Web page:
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Matthew Bergh

Abstract

The notorious dictator, Bentio Mussolini, became Prime Minister of Italy in 1922- 3 years after the Treaty of Versailles concluded the settlements for World War I in the summer of 1919. Shortly thereafter, Mussolini established his formidable dictatorship that would last 23 years. Post-war Italy experienced economic stagnation, high unemployment, inflation, frequent labor strikes, and stalled production and output among other problems. Many Italians were also frustrated that their country did not recieve more recognition in the Versailles Treaty for its contribution to the Allied Cause in the Great War. Interestingly, though, the sitution in Italy was very similar to other countries at the same time that did not witness their own Fascist revolution. Especially, when compared to Germany at the same time, Italy offers a compelling case, as the Nazis in Germany, despite far worse circumstances in their country, did not come to power until around ten years after Mussolini in Italy. In this essay, I offer an explanation to the many perplexing questions surrounding Mussolini's sudden and aboslute rise in circumstances probably inconsisistent with expectations for a setting preceding a revolution. In sum, Mussolini used a variety of tactics and methods combined with the powerful attraction of his personality to seize power and vindicate his creation of a totalitarian autocracy. I finish with a statement on the future for democracy and what democracy must do to survive going forward.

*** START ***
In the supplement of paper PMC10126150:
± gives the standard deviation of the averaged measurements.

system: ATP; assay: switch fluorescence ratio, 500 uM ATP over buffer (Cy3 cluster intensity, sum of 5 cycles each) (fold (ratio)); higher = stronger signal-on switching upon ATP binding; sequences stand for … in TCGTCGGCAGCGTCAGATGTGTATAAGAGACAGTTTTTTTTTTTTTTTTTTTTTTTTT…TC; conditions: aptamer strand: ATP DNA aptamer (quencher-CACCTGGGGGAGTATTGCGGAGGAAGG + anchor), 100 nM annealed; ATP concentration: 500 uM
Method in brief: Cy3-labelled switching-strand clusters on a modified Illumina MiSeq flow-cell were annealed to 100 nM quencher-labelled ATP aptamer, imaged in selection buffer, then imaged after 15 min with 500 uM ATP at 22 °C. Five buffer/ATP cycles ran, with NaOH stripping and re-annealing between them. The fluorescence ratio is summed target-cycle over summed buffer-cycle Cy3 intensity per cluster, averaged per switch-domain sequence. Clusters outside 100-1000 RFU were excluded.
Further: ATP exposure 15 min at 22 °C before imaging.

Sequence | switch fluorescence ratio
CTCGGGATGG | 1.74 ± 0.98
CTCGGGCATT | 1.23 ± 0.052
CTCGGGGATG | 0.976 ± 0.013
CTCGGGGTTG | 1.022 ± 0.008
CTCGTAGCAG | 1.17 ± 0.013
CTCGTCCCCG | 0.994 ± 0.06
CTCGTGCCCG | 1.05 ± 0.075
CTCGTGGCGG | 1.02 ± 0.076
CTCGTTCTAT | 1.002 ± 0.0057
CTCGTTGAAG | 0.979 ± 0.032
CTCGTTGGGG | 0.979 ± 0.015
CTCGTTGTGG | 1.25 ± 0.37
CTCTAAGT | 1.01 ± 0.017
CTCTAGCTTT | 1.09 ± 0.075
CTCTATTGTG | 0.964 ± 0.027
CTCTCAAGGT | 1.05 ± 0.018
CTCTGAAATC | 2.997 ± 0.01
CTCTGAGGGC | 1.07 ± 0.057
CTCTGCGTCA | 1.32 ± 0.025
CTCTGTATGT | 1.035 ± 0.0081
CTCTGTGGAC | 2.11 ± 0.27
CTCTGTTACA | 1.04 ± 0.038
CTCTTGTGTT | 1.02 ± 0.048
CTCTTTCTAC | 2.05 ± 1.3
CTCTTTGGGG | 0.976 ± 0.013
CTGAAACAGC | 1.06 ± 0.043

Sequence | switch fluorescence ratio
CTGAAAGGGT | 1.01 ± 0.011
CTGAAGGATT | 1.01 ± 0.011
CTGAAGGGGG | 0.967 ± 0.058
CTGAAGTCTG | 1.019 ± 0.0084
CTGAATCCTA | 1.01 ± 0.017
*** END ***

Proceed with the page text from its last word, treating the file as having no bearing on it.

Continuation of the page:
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Articles